|Re: Policy Library||<– Date –> <– Thread –>|
|From: Craig Ragland (craigraglandgmail.com)|
|Date: Mon, 3 May 2010 15:33:45 -0700 (PDT)|
I want to challenge this assumption: "One of the things that drives up the costs of building and therefore the cost of homes is professional fees." instead, I'd suggest: "One of the things that may drive up the costs of building and therefore the cost of homes is professional fees, but bearing these costs can lower the overall project cost and increase the chance of success" In retrospect, I sincerely believe that Songaia would have saved money and gotten a better "product" if we would have had more support from a cohousing professional in our early, programming phase. We took a LONG time to do our program documents - it took over a year as we worried and re-worried the details. We also failed to address some issues, which cost more to "fix" later when the designs we were provided were not on target. A very real issue with our group that "did it ourselves" is that we hadn't yet learned to trust each others' judgments. We were just getting to know each other and we constantly challenged each others assertions about "good design." Almost all of us had no design experience, much less experience designing neighborhoods - something few architects have done. My belief is that if we had an "expert with a briefcase," they could have driven to better programming decisions much more quickly. Professionally led programming could have taken weeks, instead of moving at our slow, slow pace. The coho-pros I know can complete this type of work over a couple of weekends. The old adage that "time is money" really does hold once you've actually started the project. Perhaps the biggest cost is loosing great potential neighbors, which often slows down the whole project even further, as you need to cover the mounting costs with a smaller economic base. To clarify my point of view: I do NOT question the potential value of open source access to GOOD plans, or bad plans that have been well-critiqued. This would probably be the most valuable to design professionals that do not (yet) have much cohousing experience. Such plans would be the most valuable if they were accompanied by good notes that explain the decisions that underlie the plans. I also am NOT saying that groups cannot successfully do a lot of "design" work that cohousing professionals offer on a for-hire basis. I also hope that more folks with join the people coming from all over the world to attend the 2010 National Cohousing Conference, as it will help you get in-depth information on issues like this. Craig Ragland P.S. In way of disclosure, as the Coho/US Exec Dir, I work directly with THE leading Cohousing Professionals in the United States and do what I can to help them connect with folks like you. I suspect my point of view is different from most cohousers, especially those who are justifyable proud of what they have accomplished. I'm very proud of Songaia - but it took us 10 YEARS to go from concept to reality (despite the fact that we already owned the property). Most groups do not persevere and complete the cohousing development process. Diana Leafe Christian, a community consultant, writes that only 25% of the forming groups make it to a completed community. I believe that being penny-wise and pound-foolish is a core reason. I believe that some very telling "precision questions" for forming groups are (1) how long have you been meeting and (2) what is your current budget for the next year. Those that have met a while, but do not have a budget generally don't make it very far along what are extremely difficult and expensive projects. On Mon, May 3, 2010 at 1:42 PM, Judith Bush <jbush [at] together.net> wrote: > > > Judith Bush, Cobb Hill, Hartland, VT >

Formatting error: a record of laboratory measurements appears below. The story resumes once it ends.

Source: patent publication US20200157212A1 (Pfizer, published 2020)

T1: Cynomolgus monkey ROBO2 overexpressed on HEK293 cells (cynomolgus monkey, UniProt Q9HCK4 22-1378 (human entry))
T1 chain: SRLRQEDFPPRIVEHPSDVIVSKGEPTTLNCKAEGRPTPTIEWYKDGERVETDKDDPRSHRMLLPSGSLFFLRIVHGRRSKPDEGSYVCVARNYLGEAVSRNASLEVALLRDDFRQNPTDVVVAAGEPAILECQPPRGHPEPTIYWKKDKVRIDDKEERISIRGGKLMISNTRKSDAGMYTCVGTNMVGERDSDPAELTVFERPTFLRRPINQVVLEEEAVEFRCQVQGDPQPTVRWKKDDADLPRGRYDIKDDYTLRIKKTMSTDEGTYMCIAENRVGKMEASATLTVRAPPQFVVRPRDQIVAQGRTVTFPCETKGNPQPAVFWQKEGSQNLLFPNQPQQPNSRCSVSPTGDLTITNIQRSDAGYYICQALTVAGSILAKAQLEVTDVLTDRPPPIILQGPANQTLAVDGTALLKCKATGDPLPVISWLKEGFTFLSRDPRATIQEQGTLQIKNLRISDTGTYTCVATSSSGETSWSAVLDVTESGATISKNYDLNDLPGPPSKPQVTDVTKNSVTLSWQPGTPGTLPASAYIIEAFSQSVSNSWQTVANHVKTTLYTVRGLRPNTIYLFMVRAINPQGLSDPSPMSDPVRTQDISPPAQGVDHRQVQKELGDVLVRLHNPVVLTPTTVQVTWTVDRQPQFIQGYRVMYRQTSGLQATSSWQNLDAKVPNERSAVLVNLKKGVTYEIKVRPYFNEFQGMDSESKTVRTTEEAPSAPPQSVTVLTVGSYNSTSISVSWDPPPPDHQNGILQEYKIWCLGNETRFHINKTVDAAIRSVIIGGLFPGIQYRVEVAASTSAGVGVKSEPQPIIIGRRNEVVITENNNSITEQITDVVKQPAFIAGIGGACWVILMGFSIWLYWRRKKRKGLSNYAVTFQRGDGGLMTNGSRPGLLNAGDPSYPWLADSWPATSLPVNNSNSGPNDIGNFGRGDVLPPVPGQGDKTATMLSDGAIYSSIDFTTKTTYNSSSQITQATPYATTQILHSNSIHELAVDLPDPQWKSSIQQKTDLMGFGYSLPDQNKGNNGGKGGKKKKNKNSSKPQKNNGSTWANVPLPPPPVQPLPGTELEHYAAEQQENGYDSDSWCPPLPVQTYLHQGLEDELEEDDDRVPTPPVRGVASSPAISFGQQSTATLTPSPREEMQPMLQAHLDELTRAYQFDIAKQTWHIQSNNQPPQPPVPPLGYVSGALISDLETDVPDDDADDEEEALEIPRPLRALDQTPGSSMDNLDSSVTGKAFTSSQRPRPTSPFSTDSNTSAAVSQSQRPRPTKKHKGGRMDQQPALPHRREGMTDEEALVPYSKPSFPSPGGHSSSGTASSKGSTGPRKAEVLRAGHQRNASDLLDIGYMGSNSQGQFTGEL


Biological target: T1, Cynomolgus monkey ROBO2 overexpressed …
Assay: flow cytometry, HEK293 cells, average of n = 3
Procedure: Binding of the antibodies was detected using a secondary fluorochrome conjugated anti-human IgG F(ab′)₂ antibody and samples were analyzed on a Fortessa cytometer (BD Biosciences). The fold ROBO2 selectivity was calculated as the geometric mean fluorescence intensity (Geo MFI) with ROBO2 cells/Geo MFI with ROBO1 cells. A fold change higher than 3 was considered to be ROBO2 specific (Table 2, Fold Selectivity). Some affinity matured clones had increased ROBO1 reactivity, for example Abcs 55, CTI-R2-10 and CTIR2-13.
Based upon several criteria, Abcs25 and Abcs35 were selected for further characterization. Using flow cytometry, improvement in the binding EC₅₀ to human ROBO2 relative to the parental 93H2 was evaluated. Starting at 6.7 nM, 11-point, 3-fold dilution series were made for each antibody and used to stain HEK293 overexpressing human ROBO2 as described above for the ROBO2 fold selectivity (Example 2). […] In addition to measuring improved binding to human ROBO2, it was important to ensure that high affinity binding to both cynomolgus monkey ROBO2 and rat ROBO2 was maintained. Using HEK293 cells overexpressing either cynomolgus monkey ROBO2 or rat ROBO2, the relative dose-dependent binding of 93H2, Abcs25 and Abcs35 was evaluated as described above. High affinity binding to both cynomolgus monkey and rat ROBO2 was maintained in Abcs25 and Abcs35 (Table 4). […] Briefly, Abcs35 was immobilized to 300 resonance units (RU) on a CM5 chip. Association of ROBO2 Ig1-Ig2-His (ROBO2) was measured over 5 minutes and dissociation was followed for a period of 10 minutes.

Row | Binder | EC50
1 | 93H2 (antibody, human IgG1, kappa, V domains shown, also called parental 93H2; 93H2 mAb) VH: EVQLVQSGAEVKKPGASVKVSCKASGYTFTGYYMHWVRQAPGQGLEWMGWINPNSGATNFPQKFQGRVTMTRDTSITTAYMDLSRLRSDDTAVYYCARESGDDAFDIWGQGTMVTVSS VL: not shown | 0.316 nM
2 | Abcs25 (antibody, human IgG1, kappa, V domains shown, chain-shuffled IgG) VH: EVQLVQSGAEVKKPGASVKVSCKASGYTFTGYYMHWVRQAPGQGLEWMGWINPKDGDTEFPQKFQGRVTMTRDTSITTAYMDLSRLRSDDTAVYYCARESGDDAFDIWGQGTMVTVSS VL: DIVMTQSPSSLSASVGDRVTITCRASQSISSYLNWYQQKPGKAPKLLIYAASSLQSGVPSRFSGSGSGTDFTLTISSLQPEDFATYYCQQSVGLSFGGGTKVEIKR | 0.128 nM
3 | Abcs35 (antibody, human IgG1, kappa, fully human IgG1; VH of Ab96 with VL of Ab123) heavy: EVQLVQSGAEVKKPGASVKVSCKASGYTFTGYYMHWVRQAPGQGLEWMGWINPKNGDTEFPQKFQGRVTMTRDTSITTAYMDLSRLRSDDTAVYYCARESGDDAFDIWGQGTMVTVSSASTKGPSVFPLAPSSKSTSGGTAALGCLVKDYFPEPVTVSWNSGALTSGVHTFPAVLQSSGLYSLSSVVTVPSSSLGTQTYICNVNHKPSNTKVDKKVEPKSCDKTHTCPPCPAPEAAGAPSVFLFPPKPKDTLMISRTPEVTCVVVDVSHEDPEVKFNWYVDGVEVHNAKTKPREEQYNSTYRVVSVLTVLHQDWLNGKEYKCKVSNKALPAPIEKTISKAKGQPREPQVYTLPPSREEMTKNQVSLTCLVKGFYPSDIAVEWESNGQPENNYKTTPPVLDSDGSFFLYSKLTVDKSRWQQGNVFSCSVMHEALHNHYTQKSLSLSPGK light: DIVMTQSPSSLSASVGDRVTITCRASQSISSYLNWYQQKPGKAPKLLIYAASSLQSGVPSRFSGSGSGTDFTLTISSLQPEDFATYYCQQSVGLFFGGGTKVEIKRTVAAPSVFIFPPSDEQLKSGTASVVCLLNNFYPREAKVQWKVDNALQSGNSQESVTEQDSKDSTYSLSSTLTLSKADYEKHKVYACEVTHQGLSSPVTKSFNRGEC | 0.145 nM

- New Zealand-South Island, (continued)
- Re: Policy Library Ellen Keyne Seebacher, May 3 2010
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